Saturday, January 16, 2010

USF Hires Holtz

I interviewed Skip Holtz when he was at the University of Connecticut and I worked at WFSB-TV in Hartford in the mid-1990s.

UConn started 5-0 in 1995 and I went to the campus in Storrs to do a story. He had the same kind of wit his famous father, Lou, has but without the lisp. That weekend, Holtz' team lost. I went out the next week and interviewed him again. UConn lost again.

At practice the following week, I thought I was joking when I told the school's PR guy for sports (the official title is Sports Information Director) that maybe I had cursed the team. But there was no humor in his voice when he told me that if the team lost again, "don't come back."

Then again, that could have simply been his usual demeanor. The lack of warmth I felt in New England was not limited to the weather.

Speaking of chill...

One thing the University of South Florida gets in Skip Holtz that it never had in Jim Leavitt is someone who understands that being a head football coach at a major college program involves a lot more than coaching football.

Leavitt never grasped the public relations aspects of the job. He antagonized the local media — at least the TV stations — from the outset with a big-time attitude even as the team operated out of trailers and had yet to play a game.

USF invited local media to cover the first fall practice of the team's inaugural season in 1997. I worked at WFLA-TV at the time. Apparently no one in the sports information department informed Leavitt. After the stretching and warmup drills, Leavitt came over to the assembled cameras and asked if we had gotten everything — his way of dismissing us.

True enough, most major college practices are closed to the media. However at the time USF was not a major college program and we had been told that we would be able to shoot practice.

An unfortunate PR guy had to feel our wrath. "We might have to endure this in Tallahassee or Gainesville," I told him. "But not here. If this is how it's going to be, we won't come out."

And we didn't. We gave cursory coverage of games and showed up for the free lunch, I mean, weekly news conference, but we never gave the program the kind of attention we would have had we been welcomed.

And that's all on Leavitt. Even after USF had joined the Big East and made a run up the national rankings, his team was rarely fodder for local sports talk radio the way Florida, Florida State and Miami were.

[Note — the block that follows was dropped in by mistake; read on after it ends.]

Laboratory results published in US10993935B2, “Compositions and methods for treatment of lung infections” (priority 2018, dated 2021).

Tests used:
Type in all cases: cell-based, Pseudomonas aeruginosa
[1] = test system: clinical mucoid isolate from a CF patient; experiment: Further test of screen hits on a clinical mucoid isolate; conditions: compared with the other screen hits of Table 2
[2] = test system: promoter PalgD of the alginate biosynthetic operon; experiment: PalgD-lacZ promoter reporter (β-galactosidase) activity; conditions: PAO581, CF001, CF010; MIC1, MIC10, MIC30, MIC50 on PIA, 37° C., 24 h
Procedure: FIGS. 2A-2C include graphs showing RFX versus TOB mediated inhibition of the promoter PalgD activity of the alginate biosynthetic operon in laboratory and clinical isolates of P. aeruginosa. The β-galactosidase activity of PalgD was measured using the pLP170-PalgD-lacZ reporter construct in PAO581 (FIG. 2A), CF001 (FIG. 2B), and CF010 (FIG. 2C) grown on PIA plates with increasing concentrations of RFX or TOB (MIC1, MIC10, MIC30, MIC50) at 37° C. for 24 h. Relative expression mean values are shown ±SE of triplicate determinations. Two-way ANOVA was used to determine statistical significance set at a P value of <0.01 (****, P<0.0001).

Nobody cared. People did not develop the kind of passions about USF that they did about the other major programs. Part of that is a function of time and tradition. But much more of that is Jim Leavitt's alienation of people who could have helped him build interest in the program.

It may be fitting that USF football became a top talk-about story for the first time when the story was Leavitt's firing.

Now Leavitt is left with trying to extract a severance check from USF. He claims he did nothing to deserve his dismissal. The grabbing and slapping of walk-on running back Joel Miller never happened, he maintains, even in the face of the University's investigation which revealed otherwise and Miller's own admission that he originally denied the mistreatment to protect his coach.

I have heard suggestions that Leavitt needs to come clean about what happened. It's too late. Leavitt has cast his die. God-Kings do not bow to anyone. There is nothing to apologize for, he says through his lawyer.

It was this kind of coverup as much as the crime that cost Leavitt his job. Had he acknowledged his mistake soon after it happened, it might never have become public, let alone topple him from his throne.

Instead he stonewalled. The man who is reported to have proclaimed himself "the most powerful man in the building" failed to see that there were other buildings and that the most powerful man in the building that counted was not even a man. It was Judy Genshaft, USF's president.

Leavitt has already lost one job. His continued insistence of innocence will cost him a chance to redeem himself elsewhere. But I don't see him changing course now. And I can't see him getting another head coaching job at a major college program. Not now. Maybe not ever.

No comments: